We made ourselves at home for the evening. We had hauled all our food with us. We are both on gluten-free and sugar-deprived diets and weren’t going to try to find a restaurant in this strange city. All our energy was reserved for visiting the doctor. We heated up our meals, read the books we’d brought, and went to bed.

The next morning, the route to the clinic took us through cute shopping areas, lovely neighborhoods, and multiple medical complexes, interspersed with one massive church after another. These astounding, huge buildings housed mainstream Protestant congregations, Catholics, and those self-labled “non-denominational” Christians (or “Christian factories,” as one long-ago acquaintance called them). The biggest church featured multiple entrances through the extensive lawns and satellite parking with numbered signs that reminded me of of the parking lots at the Richmond International Raceway.

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Calvary seats 5,000 worshipers

Charlotte, North Carolina, probably boasts many attractions. However, our sight-seeing was limited to driving by these astonishing churches. We did go shopping at CVS in one of Charlotte’s up-scale shopping malls. My daughter filled a prescription and I bought a paperback. It was a nice CVS, but we have those here at home, too.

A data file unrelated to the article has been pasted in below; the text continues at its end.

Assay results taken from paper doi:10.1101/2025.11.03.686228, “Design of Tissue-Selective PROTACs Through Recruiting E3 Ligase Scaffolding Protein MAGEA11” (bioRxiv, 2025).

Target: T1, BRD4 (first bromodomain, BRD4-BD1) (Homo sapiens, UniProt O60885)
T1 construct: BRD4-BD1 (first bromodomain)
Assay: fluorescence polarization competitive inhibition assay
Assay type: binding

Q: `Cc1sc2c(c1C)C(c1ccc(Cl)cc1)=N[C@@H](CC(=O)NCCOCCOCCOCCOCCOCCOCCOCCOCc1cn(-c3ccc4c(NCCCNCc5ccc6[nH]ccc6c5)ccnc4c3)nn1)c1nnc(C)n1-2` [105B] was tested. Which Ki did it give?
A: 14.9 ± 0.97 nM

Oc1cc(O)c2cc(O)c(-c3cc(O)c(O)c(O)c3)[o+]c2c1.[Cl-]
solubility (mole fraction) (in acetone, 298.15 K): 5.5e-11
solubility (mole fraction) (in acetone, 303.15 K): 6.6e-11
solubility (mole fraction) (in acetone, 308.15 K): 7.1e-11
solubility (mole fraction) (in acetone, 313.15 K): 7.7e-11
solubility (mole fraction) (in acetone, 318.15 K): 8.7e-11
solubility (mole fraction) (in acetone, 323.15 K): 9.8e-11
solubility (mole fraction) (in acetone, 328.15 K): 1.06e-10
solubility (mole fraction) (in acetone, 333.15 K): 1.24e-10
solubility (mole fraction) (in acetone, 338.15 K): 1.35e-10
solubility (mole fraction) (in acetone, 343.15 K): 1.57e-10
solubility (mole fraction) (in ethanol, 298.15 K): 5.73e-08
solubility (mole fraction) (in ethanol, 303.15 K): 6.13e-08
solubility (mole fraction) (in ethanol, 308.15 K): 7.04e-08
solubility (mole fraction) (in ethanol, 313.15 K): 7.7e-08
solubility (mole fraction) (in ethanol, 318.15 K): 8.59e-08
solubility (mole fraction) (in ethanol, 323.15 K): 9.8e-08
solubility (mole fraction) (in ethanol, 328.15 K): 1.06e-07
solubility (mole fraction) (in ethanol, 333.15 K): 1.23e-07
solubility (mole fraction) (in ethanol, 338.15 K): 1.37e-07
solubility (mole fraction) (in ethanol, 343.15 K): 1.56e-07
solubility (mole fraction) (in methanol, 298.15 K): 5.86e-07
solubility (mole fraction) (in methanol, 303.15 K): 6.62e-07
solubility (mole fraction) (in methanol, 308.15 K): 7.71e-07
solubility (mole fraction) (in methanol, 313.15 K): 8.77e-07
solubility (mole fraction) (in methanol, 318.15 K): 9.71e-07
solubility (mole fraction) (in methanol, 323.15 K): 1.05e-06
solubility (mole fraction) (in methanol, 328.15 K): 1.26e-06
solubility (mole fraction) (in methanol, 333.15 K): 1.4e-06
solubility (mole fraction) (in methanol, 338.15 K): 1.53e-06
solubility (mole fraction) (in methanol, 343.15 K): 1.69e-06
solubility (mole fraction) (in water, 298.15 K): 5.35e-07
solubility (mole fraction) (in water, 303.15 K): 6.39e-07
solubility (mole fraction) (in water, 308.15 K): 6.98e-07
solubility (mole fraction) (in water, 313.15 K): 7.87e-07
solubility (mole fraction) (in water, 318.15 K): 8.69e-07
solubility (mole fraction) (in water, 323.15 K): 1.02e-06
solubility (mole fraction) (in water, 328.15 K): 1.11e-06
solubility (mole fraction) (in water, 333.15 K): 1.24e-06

I remained in the examination room with my daughter for the initial consultation. The doctor walked in carrying a file with all the medical records my daughter had submitted ahead of time, as requested, as well as the numerous additional forms the clinic required. She looked up briefly, before taking a seat at the computer. “Were the lights on when you came into this room?” she asked.

“Yes,” my daughter said.

“Did you ask the nurse to turn them off?”

“That was me,” I said. Overhead lights usually irritate me. They don’t bother my daughter. Light and noise sensitivity, as we were shortly to learn, are just two of the many symptoms, conditions, and sensitivities that may be fellow travelers with a case of CFIDS.

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The doctor had many additional questions for her patient, of course. My only useful contribution was to prod my daughter into a fuller description of her life beyond just the demands of her job.

During the doctor’s lengthy and detailed explanation of chronic fatigue syndrome, I heard several new things. I learned that crippling pain, like I experienced at the onset of my own illness, is not characteristic of CFIDS. Apparently I’ve had fibromyalgia from the beginning. I didn’t just develop it a year or so ago when I (mistakenly) thought I had shingles with the rash.